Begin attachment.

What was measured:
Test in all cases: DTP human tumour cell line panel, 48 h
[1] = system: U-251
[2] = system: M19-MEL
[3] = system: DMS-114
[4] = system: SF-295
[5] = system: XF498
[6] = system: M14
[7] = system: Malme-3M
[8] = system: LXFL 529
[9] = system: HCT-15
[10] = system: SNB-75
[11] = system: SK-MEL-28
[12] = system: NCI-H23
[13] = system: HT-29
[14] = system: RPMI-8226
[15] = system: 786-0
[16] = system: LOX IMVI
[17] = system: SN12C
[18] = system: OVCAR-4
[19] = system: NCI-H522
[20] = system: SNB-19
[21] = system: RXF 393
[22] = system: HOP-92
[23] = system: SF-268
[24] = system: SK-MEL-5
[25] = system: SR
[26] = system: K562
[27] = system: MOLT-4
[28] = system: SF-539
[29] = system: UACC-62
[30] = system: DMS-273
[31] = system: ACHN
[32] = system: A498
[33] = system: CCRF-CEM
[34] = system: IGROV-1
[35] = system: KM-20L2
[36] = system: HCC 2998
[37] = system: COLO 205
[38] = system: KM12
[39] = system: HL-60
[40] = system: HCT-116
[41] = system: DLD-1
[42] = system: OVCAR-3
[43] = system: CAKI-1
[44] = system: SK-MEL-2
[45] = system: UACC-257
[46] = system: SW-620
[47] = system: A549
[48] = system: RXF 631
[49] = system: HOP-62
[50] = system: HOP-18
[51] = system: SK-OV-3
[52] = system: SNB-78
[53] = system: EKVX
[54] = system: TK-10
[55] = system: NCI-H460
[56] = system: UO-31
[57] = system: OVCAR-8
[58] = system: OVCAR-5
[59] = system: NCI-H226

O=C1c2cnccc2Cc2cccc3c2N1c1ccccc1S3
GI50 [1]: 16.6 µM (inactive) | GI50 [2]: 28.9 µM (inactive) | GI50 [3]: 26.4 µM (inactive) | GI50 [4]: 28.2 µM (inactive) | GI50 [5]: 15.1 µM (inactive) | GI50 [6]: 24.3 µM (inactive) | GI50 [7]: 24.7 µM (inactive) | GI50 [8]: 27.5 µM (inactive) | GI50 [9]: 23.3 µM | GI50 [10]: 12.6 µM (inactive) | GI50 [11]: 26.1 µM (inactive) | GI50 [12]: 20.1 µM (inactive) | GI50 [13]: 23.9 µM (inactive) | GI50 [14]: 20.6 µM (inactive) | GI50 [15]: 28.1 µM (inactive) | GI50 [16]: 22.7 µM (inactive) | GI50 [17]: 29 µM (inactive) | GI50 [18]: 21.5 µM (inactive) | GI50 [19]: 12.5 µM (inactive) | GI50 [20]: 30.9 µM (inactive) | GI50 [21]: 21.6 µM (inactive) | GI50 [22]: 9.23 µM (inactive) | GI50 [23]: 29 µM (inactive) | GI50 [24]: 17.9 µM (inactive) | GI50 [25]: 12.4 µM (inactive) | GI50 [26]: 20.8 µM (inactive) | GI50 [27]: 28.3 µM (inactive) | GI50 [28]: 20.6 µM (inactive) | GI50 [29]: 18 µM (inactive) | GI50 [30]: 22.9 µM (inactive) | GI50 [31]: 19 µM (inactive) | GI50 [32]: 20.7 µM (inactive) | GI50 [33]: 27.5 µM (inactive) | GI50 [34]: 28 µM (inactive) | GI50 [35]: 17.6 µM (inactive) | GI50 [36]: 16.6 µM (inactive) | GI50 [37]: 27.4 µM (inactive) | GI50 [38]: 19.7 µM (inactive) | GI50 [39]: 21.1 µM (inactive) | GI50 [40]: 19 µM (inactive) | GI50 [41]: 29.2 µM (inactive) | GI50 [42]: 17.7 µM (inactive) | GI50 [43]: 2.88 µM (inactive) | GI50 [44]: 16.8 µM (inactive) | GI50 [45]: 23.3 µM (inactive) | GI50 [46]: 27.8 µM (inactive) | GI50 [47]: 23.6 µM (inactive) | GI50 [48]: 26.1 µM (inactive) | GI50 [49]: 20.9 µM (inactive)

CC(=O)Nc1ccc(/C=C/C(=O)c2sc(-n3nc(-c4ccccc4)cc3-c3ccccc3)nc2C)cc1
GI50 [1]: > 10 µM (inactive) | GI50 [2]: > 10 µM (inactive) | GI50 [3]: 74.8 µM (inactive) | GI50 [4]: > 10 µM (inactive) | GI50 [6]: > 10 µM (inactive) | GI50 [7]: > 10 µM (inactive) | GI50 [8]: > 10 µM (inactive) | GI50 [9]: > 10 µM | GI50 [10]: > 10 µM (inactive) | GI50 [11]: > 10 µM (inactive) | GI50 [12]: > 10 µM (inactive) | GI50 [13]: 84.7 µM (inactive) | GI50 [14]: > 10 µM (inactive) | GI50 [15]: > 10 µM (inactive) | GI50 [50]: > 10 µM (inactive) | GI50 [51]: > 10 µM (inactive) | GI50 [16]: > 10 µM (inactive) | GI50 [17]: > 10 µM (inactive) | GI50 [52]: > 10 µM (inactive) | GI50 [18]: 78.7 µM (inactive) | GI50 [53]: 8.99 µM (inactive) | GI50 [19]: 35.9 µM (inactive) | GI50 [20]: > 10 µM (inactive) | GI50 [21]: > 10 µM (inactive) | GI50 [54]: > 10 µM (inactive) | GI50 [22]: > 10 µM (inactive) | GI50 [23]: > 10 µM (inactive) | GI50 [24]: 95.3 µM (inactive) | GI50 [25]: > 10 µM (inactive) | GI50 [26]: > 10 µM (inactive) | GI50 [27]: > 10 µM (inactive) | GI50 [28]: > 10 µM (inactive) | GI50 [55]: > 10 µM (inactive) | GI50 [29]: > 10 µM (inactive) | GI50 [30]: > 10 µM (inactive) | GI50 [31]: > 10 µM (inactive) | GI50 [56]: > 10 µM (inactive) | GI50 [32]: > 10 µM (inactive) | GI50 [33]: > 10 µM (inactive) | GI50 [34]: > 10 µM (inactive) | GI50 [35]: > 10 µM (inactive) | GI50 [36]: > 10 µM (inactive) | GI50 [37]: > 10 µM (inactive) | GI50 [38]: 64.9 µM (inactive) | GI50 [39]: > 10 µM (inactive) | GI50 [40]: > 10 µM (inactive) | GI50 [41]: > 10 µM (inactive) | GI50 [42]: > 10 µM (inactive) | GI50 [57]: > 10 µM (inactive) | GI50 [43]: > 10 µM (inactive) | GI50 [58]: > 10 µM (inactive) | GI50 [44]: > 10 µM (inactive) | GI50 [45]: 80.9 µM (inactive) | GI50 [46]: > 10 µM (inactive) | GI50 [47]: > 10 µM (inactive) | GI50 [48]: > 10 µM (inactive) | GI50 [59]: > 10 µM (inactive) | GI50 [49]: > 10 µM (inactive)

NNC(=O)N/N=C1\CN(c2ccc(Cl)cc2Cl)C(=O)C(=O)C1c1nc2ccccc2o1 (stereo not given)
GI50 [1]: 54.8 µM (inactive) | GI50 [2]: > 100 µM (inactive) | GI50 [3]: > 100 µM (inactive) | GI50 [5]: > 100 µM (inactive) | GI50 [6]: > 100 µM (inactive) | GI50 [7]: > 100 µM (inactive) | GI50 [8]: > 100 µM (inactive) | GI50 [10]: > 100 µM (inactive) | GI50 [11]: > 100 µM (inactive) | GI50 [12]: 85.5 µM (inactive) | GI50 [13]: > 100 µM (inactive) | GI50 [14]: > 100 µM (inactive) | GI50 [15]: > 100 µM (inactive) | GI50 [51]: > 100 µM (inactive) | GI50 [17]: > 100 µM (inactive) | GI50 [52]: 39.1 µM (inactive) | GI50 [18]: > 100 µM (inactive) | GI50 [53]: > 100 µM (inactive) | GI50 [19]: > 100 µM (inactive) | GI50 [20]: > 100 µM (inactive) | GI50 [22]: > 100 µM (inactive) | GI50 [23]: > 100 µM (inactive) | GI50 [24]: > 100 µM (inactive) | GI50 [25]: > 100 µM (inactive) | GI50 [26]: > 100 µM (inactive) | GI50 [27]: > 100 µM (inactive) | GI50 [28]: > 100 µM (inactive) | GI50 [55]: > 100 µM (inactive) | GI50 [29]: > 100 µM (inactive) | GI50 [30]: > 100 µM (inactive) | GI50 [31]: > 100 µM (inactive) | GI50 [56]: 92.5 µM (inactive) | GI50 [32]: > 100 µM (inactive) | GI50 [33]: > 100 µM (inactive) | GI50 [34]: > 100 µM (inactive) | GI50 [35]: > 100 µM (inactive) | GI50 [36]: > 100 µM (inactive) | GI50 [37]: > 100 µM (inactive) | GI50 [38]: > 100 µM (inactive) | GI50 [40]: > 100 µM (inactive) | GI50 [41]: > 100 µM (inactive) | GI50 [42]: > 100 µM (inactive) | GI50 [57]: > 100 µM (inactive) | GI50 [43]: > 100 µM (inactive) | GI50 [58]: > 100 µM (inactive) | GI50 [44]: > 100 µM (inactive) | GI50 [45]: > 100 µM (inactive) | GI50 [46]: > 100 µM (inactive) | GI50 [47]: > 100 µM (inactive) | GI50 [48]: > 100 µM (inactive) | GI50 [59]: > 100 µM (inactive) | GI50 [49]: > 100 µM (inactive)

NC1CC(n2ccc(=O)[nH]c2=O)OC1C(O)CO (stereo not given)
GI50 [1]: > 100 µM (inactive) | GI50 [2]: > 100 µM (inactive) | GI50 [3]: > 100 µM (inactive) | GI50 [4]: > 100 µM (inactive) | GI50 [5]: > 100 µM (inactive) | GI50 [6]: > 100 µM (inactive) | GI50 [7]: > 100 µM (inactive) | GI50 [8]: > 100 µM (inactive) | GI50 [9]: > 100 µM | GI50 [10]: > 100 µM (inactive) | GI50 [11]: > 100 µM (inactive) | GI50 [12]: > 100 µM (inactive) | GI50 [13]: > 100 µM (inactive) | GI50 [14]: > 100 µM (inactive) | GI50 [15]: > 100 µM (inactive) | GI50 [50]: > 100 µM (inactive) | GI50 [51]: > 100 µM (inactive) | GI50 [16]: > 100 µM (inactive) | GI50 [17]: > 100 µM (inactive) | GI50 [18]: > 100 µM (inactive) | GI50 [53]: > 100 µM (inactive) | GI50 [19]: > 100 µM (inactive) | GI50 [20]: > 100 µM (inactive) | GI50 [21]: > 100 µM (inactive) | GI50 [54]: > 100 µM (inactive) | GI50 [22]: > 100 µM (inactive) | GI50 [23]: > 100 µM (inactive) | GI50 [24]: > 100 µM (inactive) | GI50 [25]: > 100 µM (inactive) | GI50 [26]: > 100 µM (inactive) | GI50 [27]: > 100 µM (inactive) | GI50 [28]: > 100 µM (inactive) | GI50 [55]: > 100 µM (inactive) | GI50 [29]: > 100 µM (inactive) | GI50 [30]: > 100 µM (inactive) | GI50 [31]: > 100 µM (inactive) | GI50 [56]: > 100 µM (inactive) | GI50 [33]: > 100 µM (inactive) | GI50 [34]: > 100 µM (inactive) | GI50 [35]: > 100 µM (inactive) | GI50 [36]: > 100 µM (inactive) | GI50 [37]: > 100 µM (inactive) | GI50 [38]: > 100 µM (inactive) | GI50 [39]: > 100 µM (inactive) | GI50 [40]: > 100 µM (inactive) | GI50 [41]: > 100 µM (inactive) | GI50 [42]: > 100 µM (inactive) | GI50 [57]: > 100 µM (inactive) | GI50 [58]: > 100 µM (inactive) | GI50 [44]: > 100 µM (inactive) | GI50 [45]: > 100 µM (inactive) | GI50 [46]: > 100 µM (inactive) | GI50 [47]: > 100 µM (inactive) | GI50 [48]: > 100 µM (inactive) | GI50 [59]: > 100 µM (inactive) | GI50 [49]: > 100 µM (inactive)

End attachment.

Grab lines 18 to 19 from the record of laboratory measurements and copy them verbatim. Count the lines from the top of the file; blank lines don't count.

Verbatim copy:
[16] = system: LOX IMVI
[17] = system: SN12C